New Jersey couples whose marriages have come to an end must divide their property according to equitable distribution rules. You’ll need to keep several essential points in mind when going through negotiations. Here’s what you need to know about dividing your marital property.
Equitable division does not mean each spouse receives half
Thinking that you and your spouse will receive exactly half of your marital property in your division of assets is one of the biggest fallacies. The idea behind equitable distribution of property owned by both spouses or acquired during the marriage is to keep the process fair. Equitable distribution weighs several factors in determining how to divide the property. For example, if one spouse has worked the entire time during the marriage, that spouse may be more employable and receive a lesser portion of the property. Other factors include:
- Physical or mental abuse
- The financial obligations of each spouse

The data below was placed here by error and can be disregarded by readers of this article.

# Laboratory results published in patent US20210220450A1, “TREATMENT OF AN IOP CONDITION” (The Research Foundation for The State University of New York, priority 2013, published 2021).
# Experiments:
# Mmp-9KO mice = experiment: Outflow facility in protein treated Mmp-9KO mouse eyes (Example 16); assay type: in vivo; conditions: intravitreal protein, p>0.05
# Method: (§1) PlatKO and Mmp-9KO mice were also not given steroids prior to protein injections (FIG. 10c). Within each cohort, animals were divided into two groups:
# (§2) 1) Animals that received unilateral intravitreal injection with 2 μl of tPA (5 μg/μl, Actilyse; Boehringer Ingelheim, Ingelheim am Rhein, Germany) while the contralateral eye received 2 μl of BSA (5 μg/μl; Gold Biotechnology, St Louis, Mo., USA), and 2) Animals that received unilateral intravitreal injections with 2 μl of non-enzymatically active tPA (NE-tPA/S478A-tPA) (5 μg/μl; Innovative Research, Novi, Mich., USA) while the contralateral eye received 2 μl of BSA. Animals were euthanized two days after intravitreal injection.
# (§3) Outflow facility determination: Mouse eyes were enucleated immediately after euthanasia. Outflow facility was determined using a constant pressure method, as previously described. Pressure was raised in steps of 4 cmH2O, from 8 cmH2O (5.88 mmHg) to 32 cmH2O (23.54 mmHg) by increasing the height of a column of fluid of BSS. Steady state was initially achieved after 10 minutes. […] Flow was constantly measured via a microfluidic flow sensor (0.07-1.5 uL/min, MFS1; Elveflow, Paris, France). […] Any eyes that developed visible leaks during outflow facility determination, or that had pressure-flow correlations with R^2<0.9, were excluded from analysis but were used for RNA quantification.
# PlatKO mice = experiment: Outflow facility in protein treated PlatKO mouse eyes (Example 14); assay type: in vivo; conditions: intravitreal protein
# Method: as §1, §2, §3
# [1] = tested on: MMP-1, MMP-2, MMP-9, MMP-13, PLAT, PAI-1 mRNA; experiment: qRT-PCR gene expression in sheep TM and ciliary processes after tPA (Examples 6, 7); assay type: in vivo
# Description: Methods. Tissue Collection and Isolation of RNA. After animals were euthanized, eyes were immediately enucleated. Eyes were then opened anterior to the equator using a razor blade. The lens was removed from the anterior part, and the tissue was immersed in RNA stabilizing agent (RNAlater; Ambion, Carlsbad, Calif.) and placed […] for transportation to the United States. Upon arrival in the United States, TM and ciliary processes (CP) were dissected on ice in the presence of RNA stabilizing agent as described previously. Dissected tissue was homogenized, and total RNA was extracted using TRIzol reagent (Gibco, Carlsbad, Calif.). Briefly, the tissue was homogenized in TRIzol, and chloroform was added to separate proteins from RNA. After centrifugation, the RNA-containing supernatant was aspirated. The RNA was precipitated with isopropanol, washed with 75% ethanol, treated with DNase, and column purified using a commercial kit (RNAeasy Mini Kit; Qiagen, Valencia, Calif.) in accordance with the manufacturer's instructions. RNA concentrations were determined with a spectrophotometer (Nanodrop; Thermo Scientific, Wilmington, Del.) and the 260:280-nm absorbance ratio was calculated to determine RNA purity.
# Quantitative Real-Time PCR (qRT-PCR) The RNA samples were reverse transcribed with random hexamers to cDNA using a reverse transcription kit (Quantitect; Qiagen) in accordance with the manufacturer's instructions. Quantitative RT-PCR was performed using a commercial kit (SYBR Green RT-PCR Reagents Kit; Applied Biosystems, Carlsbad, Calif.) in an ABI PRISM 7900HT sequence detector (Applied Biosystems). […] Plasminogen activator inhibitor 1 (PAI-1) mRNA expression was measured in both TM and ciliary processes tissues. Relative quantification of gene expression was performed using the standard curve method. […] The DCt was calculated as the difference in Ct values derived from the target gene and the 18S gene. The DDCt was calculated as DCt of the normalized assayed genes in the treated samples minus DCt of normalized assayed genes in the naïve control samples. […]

- Saving and spending habits
Separate property belonging to either spouse acquired or inherited before the marriage will also affect equitable distribution. You also must remember that if you have a prenuptial agreement, that document will usually govern.
Understanding equitable distribution in your divorce
The equitable distribution of property can be a difficult concept to understand, especially when negotiations become heated. Working with a qualified financial advisor can help you understand the implications of equitable distribution and the way many factors shape your property division discussions. If keeping certain assets is essential to you, you may have to give ground on other assets.
Remember that the suggestions proposed by your financial advisor must also meet the legal terms of your divorce documents. However, in most cases, financial advisors and divorce lawyers will work together to determine and ensure that your best interests are met.